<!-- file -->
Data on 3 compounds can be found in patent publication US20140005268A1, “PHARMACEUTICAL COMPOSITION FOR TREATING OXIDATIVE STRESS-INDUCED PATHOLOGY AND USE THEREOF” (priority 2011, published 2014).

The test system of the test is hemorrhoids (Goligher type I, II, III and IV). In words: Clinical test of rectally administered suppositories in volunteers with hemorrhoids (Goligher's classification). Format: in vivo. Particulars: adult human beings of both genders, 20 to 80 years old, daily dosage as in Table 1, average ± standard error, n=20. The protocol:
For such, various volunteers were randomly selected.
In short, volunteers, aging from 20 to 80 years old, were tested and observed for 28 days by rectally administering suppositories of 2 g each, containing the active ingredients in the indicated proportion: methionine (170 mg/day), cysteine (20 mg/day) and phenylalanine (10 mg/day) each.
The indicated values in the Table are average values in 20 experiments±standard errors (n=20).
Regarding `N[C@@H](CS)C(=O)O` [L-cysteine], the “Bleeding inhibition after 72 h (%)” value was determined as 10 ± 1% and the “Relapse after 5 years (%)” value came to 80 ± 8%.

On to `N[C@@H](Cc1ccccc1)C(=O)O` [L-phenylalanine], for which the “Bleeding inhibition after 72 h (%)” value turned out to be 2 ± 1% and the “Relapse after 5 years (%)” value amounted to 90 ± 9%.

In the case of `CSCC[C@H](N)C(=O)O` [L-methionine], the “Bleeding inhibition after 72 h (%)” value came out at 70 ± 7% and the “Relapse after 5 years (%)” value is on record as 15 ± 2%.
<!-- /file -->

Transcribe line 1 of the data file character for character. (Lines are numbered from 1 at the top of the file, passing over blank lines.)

Data on 3 compounds can be found in patent publication US20140005268A1, “PHARMACEUTICAL COMPOSITION FOR TREATING OXIDATIVE STRESS-INDUCED PATHOLOGY AND USE THEREOF” (priority 2011, published 2014).